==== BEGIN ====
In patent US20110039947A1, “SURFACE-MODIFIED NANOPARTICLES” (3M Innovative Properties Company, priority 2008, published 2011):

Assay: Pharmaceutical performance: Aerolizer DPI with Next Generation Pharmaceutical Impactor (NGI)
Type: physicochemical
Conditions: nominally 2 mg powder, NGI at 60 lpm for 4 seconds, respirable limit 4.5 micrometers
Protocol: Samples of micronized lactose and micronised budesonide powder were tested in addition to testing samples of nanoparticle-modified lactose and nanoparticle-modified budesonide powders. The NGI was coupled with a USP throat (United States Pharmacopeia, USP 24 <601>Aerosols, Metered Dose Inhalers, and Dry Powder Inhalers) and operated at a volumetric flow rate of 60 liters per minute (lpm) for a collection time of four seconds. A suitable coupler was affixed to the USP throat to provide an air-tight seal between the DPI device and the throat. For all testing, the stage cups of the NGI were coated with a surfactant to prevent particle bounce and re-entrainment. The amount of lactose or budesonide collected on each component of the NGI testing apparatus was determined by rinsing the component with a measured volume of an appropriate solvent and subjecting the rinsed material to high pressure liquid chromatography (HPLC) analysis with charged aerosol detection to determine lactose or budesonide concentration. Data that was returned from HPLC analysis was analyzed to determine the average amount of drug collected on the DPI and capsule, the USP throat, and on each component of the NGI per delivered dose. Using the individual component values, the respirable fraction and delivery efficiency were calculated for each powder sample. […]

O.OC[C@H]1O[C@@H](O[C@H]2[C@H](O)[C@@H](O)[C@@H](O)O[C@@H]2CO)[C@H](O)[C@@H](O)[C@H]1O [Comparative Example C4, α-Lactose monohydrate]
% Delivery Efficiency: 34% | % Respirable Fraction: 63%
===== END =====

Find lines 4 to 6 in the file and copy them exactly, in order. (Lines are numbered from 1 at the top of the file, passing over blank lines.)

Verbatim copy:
Conditions: nominally 2 mg powder, NGI at 60 lpm for 4 seconds, respirable limit 4.5 micrometers
Protocol: Samples of micronized lactose and micronised budesonide powder were tested in addition to testing samples of nanoparticle-modified lactose and nanoparticle-modified budesonide powders. The NGI was coupled with a USP throat (United States Pharmacopeia, USP 24 <601>Aerosols, Metered Dose Inhalers, and Dry Powder Inhalers) and operated at a volumetric flow rate of 60 liters per minute (lpm) for a collection time of four seconds. A suitable coupler was affixed to the USP throat to provide an air-tight seal between the DPI device and the throat. For all testing, the stage cups of the NGI were coated with a surfactant to prevent particle bounce and re-entrainment. The amount of lactose or budesonide collected on each component of the NGI testing apparatus was determined by rinsing the component with a measured volume of an appropriate solvent and subjecting the rinsed material to high pressure liquid chromatography (HPLC) analysis with charged aerosol detection to determine lactose or budesonide concentration. Data that was returned from HPLC analysis was analyzed to determine the average amount of drug collected on the DPI and capsule, the USP throat, and on each component of the NGI per delivered dose. Using the individual component values, the respirable fraction and delivery efficiency were calculated for each powder sample. […]

O.OC[C@H]1O[C@@H](O[C@H]2[C@H](O)[C@@H](O)[C@@H](O)O[C@@H]2CO)[C@H](O)[C@@H](O)[C@H]1O [Comparative Example C4, α-Lactose monohydrate]